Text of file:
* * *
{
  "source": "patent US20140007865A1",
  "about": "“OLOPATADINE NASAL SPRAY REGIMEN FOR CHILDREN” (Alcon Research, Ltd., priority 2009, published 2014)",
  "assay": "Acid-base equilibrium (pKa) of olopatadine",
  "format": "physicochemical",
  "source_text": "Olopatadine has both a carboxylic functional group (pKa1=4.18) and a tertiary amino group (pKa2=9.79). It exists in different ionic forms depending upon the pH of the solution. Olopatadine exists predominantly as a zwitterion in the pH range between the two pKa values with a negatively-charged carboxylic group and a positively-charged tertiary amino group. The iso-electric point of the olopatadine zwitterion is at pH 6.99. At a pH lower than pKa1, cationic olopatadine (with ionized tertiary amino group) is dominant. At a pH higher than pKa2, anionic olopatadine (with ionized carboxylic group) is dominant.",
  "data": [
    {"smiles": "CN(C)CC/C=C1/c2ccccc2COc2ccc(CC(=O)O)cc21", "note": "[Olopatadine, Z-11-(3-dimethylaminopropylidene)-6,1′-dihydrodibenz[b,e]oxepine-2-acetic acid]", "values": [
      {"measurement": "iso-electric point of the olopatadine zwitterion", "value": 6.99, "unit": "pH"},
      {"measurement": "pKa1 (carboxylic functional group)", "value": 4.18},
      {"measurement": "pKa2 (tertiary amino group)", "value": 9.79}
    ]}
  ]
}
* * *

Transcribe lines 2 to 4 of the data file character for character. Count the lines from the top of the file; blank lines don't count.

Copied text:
  "source": "patent US20140007865A1",
  "about": "“OLOPATADINE NASAL SPRAY REGIMEN FOR CHILDREN” (Alcon Research, Ltd., priority 2009, published 2014)",
  "assay": "Acid-base equilibrium (pKa) of olopatadine",